5. 5. The medical system of claim 1, wherein the means for reversibly locking the lead connector within the bore at the multiple positions along the bore includes a deflectable member projecting into the bore.
  6. 6. The medical system of claim 5, wherein:
    each connector contact in the array of connector contacts includes a surface depression; and
    the deflectable member is adapted to rest within the surface depression of each connector contact at each of the multiple positions.
  7. 7. The medical system of claim 5, wherein:
    the linear array of lead connector contacts further includes a set of spacers, each spacer of the set of spacers separating each connector contact in the array of connector contacts and each spacer including a surface depression; and
    the deflectable member is adapted to rest within the surface depression of each spacer at each of the multiple positions.
  8. 8. The medical system of claim 5, wherein:
    the lead connector further includes an array of surface depressions positioned apart from the array of lead connector contacts; and
    the deflectable member is adapted to rest within each surface depression of the array of surface depressions at each of the multiple positions.
  9. 9. The medical system of claim 1, wherein the means for reversibly locking the lead connector within the bore at the multiple positions along the bore includes an actuated member.
  10. 10. The medical system of claim 1, wherein the array of lead electrodes is substantially circumferential.
  11. 11. The medical system of claim 1, wherein the array of lead electrodes is substantially linear.
  12. 12. A method for selectively coupling a lead electrode, from an array of lead electrodes, to a pulse generator device, comprising:
    positioning a lead connector, including an array of connector contacts corresponding to the array of lead electrodes, within a connector bore of the pulse generator device for electrical engagement of a selected connector contact, from the array of connector contacts, with a device contact positioned within the bore; the selected connector contact corresponding to the selected electrode.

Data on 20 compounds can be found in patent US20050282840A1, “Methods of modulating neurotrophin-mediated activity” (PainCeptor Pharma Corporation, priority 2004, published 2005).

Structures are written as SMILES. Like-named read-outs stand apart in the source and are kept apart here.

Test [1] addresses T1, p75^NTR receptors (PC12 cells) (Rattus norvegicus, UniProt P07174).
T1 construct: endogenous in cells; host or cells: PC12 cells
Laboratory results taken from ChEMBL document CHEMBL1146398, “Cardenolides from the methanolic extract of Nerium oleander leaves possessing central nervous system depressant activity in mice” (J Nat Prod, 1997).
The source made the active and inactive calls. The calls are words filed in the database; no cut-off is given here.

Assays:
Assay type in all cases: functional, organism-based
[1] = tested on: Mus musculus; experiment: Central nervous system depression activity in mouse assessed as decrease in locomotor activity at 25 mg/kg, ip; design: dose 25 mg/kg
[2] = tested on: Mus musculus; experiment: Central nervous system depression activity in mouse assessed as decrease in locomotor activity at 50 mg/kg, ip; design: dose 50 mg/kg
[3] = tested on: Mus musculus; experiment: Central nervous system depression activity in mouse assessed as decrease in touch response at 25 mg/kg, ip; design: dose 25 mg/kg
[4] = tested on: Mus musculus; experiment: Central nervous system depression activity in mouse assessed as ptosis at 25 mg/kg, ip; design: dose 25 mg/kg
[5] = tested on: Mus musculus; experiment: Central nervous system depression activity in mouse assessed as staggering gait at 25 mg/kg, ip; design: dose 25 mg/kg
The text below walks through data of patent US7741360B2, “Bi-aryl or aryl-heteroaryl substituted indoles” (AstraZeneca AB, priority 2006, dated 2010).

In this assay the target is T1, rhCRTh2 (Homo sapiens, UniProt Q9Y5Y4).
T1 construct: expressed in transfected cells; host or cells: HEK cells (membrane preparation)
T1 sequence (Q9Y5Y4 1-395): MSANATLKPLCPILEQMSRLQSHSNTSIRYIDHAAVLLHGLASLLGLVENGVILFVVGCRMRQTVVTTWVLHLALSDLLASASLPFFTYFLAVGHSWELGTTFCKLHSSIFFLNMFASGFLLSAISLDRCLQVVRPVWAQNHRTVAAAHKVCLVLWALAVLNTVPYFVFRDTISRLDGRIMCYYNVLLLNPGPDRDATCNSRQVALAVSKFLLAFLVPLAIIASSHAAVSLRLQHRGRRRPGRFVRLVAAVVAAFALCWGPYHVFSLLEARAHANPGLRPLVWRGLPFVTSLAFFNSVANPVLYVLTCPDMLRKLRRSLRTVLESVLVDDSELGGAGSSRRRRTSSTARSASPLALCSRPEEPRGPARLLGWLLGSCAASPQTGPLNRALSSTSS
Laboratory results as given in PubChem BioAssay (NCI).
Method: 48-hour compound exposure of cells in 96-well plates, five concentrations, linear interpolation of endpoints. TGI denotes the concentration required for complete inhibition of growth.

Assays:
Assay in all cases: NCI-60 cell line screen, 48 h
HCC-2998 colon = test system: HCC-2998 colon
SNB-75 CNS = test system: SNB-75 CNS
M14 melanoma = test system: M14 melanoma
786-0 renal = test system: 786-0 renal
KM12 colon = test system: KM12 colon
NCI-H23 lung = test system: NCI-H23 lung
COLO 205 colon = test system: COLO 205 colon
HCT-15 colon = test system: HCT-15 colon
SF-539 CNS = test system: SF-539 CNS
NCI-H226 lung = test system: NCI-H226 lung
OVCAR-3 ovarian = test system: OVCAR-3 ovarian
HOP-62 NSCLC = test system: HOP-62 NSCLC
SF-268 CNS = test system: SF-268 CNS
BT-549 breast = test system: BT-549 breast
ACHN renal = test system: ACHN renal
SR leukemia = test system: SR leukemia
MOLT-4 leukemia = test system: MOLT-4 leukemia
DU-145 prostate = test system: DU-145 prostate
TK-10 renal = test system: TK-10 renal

13. 13. The method of claim 12, wherein the step of positioning the lead connector comprises:
    inserting an insertion tool into a proximal opening of the connector bore;
    coupling the insertion tool to the lead connector; and
    pulling the lead connector into the bore.
  14. 14. The method of claim 12, further comprising:
    reversibly locking the lead connector in the electrically engaged position within the connector bore.
  15. 15. A method for directing electrical stimulation toward an epicardial surface of a heart comprising:
    implanting a circumferential array of lead electrodes in a cardiac vein;
    selecting one or more electrodes in contact with the epicardial surface of the heart from the array of lead electrodes;
    positioning a lead connector including an array of connector contacts corresponding to the array of lead electrodes within a pulse generator connector bore such that one or more connector contacts corresponding to the one or more selected electrodes are electrically engaged by one or more device contacts positioned within the connector bore for electrical coupling of the selected one or more electrodes to the pulse generator.
  16. 16. The method of claim 15, wherein the step of positioning the lead connector comprises:
    inserting an insertion tool into a proximal opening of the connector bore;
    coupling the insertion tool to the lead connector; and
    pulling the lead connector into the bore.
  17. 17. The method of claim 15, further comprising:
    reversibly locking the lead connector in the electrically engaged position within the connector bore.
  18. 18. A method for selecting a pair of lead electrodes for electrical coupling to a pulse generator device, comprising:
    implanting a linear array of lead electrodes; the array of lead electrodes including at least one electrode of the selected pair of lead electrodes;
    positioning a lead connector, including an array of connector contacts corresponding to the array of lead electrodes, within a connector bore of the pulse generator device for electrical engagement of at least one selected connector contact from the array of connector contacts with a device contact; the at least one selected connector contact corresponding to the at least one electrode of the selected pair of lead electrodes.
  19. 19. The method of claim 18, wherein the step of positioning the lead connector comprises:
    inserting an insertion tool into a proximal opening of the connector bore;
    coupling the insertion tool to the lead connector; and
    pulling the lead connector into the bore.
  20. 20. The method of claim 18, further comprising:
    reversibly locking the lead connector in the electrically engaged position within the connector bore.
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Cited By (15)

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US8295943B2 (en) 2007-08-20 2012-10-23 Medtronic, Inc. Implantable medical lead with biased electrode